Festival Fever (Part 2): The State of Exit in Novi Sad

What started off as a little rebellion against a dictatorial regime has become one of Europe’s most-awarded music festivals.

What started off as a little rebellion against a dictatorial regime has become one of Europe’s most-awarded music festivals.

Brian’s heart thumped with anticipation as he marched towards the fortress. He was surrounded by a sea of people who kept pushing him forward towards what has become known as one of Europe’s biggest play grounds.

“The feeling once you cross the gates into Exit is indescribable,” he says. “There’s so much going on and so much you want to see that the mind just boggles.”

Brian’s first trip to Exit, held at the Petrovaradin Fortress in Serbia’s Novi Sad, was in July this year.

“What a line up,” he says. “I had a chance to see Rudimental, Pet Shop Boys, Carl Cox, Jamiroquai, Albarn and other music major players, all in one go.”

Indeed. Exit, also known as State of Exit, has seen a procession of music heavy weights grace the various stages of this multi award-winning festival: Iggy Pop, Roni Size, Sepultura, Massive Attack, Felix Da House Cat, Cyprus Hill….

The history of Exit

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Exit began in 2000 as a music protest against the oppressive regime of former president, Slobodan Milosevic. Held out the front of the faculty of philosophy at the University of Novi Sad, the inaugural Exit lasted 100 days and featured domestic headliners as opposed to international stars.

“Exit, to us, meant an exit away from the hardships of living in Serbia and the hatred that had culminated between the former republics of Yugoslavia,” says Darko, a former student that has been present at Exit since day one. “Music was a way to  come together for reasons other than war.”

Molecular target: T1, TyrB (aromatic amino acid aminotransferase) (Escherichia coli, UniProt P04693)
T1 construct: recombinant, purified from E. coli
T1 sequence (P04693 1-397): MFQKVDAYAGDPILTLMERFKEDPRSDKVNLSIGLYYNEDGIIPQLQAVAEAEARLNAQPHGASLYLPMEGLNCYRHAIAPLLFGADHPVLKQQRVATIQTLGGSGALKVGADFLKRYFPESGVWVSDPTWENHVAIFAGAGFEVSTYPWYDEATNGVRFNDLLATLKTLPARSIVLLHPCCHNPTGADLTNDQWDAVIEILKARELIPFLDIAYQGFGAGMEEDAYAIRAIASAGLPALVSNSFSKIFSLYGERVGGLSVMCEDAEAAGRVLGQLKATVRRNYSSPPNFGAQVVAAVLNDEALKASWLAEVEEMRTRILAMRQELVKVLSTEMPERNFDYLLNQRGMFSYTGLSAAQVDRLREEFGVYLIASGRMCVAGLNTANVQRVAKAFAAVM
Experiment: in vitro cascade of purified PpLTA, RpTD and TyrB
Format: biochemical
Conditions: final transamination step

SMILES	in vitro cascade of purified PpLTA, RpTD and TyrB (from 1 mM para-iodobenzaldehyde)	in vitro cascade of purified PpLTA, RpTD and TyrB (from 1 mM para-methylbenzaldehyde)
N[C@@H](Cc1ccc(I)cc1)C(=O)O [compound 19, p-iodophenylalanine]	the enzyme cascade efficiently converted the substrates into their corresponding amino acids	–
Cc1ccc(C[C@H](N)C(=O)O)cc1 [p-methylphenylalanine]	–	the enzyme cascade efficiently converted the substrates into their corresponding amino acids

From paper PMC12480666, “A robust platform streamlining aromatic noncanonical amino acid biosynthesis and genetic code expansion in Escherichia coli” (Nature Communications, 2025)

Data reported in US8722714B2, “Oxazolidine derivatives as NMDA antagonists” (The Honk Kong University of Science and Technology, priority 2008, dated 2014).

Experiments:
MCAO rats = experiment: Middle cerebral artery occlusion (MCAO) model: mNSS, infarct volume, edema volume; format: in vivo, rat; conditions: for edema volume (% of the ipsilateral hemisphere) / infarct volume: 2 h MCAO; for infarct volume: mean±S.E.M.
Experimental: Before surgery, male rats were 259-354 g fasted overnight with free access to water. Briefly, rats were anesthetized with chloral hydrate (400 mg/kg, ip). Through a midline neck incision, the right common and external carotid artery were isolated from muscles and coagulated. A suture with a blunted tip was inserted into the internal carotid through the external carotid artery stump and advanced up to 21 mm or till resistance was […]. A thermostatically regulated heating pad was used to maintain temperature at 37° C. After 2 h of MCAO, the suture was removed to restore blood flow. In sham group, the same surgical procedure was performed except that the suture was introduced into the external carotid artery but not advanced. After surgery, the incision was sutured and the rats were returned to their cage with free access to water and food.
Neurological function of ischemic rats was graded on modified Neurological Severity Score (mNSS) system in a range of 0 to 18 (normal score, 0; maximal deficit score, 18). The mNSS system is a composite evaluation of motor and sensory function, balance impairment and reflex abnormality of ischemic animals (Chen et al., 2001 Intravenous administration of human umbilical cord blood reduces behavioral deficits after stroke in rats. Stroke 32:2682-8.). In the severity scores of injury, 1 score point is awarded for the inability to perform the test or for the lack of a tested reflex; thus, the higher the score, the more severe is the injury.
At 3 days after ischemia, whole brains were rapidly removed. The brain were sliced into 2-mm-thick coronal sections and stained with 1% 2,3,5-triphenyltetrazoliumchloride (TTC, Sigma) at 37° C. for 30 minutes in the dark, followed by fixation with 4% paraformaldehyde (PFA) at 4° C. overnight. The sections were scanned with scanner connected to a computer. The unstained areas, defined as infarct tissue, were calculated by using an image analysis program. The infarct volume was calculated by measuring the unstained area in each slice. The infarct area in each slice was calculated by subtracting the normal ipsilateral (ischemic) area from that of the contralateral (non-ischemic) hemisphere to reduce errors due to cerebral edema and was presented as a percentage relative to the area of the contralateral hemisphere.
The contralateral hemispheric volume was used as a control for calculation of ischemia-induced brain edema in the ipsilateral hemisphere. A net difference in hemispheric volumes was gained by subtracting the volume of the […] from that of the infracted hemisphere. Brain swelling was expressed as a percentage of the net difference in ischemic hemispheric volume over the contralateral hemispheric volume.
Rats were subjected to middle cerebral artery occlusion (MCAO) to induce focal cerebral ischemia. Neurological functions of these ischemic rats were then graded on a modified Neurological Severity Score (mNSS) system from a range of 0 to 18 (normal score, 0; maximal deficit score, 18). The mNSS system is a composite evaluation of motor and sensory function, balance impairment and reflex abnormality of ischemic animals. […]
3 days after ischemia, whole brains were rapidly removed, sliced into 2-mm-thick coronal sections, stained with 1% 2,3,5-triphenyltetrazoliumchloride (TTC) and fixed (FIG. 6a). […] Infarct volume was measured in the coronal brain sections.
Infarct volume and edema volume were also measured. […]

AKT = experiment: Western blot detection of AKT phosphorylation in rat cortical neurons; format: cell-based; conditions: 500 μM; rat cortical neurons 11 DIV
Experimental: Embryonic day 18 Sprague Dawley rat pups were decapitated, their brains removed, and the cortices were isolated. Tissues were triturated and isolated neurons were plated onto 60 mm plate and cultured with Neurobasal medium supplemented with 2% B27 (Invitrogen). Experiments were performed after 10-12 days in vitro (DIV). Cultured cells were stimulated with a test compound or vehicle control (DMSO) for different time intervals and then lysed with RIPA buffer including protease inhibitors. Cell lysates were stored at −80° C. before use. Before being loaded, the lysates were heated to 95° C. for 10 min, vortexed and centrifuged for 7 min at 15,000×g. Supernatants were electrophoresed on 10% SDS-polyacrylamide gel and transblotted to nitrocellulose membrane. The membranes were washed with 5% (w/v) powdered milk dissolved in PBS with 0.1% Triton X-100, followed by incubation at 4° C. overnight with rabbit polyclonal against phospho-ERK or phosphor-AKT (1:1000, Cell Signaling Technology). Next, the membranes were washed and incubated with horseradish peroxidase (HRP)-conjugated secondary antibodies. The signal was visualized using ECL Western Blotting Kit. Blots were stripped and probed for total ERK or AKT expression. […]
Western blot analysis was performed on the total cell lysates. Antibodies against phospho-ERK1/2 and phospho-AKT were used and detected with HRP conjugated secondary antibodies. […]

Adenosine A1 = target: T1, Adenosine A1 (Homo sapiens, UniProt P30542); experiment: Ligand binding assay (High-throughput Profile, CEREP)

In 2001, after the ousting of Milosevic in October 2000, the new democratic government took a shining to Exit as it embodied the progression and pan-Europeanism they sought to develop in post-war Serbia. Exit was given a surge of funds and moved to the Petrovaradin Fortress. It was cut back to a more manageable and palatable nine days.

“Nine days was still a stretch,” says Darko. “(My group and I) would sleep in shifts in tents and shower in the river. The vibe back then was something you won’t see today. A mix of festival and commune almost.”

Today, the Exit itinerary lasts three days. The motive for the festival is no longer fuelled by political sentiment. Rather, the Exit festival is nothing more than a great excuse to high-tail it over to Europe to see your favourite music greats rock the fortress to its core.

When to Exit

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The Petrovaradin Fortress in Novi Sad.

Exit takes place every year in the month of July (the actual date is never fixed). The festival’s info page offers packages that include tickets, transfers and accommodation (with 40 000 music lovers ascending into Novi Sad for Exit, it is highly recommended to take these packages).  There are even packages that provide the opportunity to visit Exit’s sister, the Sea Dance festival, held at Jaz Beach in Montenegro.

Survival tips

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The main strategy for surviving Exit is to plan. Highlight the attractions you wish to see and attempt to stick to the itinerary, otherwise you’ll end up being distracted by the cacophony of various sounds coming from a variety of stages. The second is to give up on rushing. Crowds are thick. Bar cues are long. The fortress is slightly labyrinthine…

“And learn to chill” says Darko. “I know Serbia isn’t known to be a very chilled-out place but you’d be surprised. Leave all your aggression and agenda at the door. Exit away from the usual bar scene of drinking too much and picking up chicks. If its meant to be, it’ll happen.”

For those that want a taste of Exit, check out Jamiroquai live on the MainStage:

Do you have a favourite music festival you’d like us to cover? let us know!